I’ve talked to one of my best friends Ana, who I’ve brought to many a BJJ class about this and this was her main concern (and cutting her nails… she was out when I said her nails had to be short.) She has seen how I’ve rolled with dudes and how I sweat and how the other dudes sweat. I can understand how that could be a deterring factor for someone new to the sport of BJJ.
2. Men can hurt you during BJJ sparring
As much as I am an advocate of women being able to do just as much and maybe even more than men can, the reality is that men are generally bigger and carry more muscle mass than women. Of course, when you’re more comfortable with your partners and your partners know how to roll with people of all sizes, the idea of them hurting you is far from your mind. But sometimes when it’s an intense roll or someone is moving too fast or is too strong, people get hurt.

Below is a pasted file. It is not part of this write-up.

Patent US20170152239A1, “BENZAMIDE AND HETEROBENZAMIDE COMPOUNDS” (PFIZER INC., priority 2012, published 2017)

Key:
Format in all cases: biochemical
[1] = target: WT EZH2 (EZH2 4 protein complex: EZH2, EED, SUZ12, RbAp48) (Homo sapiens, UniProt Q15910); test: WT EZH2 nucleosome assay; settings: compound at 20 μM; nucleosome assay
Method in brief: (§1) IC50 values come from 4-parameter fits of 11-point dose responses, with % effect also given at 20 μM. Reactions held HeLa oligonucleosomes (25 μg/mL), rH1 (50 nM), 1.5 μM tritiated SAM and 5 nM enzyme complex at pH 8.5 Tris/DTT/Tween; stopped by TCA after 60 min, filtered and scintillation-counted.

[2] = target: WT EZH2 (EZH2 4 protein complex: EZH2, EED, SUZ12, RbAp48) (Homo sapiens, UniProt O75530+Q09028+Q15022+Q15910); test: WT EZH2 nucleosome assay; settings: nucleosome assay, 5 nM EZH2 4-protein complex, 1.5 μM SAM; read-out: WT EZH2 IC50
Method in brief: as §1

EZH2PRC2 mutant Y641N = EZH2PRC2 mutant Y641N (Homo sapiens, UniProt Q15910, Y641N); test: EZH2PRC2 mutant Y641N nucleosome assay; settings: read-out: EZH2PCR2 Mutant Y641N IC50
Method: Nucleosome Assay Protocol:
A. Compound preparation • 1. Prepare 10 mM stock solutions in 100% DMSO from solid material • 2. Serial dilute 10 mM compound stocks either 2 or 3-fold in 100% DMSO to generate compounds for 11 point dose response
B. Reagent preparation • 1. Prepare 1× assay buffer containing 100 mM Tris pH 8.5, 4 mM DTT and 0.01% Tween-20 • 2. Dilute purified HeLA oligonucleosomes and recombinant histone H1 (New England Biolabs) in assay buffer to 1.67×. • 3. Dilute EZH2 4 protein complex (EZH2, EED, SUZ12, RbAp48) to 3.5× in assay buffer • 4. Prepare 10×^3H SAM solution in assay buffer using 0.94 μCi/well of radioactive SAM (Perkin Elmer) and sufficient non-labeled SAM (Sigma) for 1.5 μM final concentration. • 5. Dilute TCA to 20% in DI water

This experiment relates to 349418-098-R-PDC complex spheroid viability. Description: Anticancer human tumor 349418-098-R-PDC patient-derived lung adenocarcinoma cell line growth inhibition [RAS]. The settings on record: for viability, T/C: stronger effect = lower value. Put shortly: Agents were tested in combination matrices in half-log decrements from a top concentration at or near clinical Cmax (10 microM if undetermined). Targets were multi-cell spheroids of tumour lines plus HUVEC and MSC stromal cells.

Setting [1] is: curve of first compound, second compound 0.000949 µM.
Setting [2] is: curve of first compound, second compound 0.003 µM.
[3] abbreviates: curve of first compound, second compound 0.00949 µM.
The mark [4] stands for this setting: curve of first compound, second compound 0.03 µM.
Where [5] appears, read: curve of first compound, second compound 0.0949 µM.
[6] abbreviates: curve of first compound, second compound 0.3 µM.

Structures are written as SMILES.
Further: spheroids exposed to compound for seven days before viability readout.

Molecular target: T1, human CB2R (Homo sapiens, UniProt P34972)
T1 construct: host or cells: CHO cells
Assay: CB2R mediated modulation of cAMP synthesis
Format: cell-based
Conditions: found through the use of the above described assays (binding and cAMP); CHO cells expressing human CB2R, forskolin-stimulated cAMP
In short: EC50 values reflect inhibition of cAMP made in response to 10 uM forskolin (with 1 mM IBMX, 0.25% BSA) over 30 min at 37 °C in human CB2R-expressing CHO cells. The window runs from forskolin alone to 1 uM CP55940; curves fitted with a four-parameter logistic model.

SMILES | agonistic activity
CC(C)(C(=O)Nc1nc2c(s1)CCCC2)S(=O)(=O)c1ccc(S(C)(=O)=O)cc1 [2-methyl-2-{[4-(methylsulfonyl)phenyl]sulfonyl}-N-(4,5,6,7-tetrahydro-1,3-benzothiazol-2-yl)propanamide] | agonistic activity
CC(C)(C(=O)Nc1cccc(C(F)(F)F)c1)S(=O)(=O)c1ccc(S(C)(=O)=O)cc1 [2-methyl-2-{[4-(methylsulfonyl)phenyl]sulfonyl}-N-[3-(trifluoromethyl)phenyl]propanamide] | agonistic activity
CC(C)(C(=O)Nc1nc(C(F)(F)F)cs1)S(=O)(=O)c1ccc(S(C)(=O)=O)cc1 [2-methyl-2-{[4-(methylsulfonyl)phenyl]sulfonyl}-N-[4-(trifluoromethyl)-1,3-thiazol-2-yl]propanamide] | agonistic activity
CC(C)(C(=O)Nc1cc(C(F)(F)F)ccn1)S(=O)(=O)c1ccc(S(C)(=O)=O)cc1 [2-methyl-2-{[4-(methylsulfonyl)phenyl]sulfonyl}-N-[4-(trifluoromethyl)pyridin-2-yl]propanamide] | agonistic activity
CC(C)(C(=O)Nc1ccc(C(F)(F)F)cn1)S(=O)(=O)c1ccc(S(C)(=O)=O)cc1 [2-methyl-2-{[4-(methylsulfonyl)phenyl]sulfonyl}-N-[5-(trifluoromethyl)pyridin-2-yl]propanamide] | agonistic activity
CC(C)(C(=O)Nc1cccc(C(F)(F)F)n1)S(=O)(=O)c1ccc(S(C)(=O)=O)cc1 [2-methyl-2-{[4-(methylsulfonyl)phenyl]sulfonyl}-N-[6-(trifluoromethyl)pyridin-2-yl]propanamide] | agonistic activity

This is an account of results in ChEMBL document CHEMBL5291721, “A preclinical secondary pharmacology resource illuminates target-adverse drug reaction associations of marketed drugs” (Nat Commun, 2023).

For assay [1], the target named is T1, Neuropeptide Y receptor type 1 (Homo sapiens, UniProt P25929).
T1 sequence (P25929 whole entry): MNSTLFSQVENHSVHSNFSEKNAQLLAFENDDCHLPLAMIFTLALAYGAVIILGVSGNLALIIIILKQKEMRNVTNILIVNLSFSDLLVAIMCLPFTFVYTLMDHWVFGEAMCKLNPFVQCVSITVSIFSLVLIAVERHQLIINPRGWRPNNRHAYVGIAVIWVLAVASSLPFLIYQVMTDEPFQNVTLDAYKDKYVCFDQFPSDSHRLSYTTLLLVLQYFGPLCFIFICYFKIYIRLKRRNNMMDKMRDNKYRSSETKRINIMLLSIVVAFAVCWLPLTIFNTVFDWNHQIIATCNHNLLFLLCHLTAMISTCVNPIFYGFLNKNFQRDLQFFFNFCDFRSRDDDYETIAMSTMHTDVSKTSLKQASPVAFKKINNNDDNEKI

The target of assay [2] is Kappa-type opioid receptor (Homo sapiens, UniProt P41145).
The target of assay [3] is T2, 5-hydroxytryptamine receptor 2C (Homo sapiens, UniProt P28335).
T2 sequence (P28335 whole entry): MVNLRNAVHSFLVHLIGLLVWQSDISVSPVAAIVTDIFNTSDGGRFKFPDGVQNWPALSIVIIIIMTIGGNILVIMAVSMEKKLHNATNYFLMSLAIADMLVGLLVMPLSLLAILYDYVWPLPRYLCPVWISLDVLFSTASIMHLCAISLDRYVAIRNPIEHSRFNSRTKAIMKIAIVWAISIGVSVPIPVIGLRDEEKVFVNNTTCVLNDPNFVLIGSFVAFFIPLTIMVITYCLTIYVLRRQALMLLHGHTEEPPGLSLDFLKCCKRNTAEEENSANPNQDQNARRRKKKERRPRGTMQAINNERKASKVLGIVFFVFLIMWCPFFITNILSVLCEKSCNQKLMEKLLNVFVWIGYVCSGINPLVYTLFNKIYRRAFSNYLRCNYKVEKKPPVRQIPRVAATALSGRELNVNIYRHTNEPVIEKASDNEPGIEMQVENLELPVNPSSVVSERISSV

This fear is all too real for beginners in BJJ. If you see some guy who is maybe 45-80lbs/20-40kg bigger than you hurt someone, you’re most likely going to avoid them. Add double the fear if you see a woman who has been training longer than you (i.e., any upper belt) get hurt by a guy. To avoid the risk all together, they will deny rolling with any man.
3. Their significant other has a problem with it
I would like to think that most people know there is nothing sexual about jiu-jitsu despite the close contact between people. But, for people who don’t know about it, some of it looks crazy. For the guys I’ve dealt with who don’t understand bjj, I’ve gotten snide sexual comments such as “wow, I wish I was on the bottom of you in that video” when I show and/or tell them about jiu-jitsu. I usually follow these comments up with an eye roll and the comfort of knowing that I can choke the heck out of them.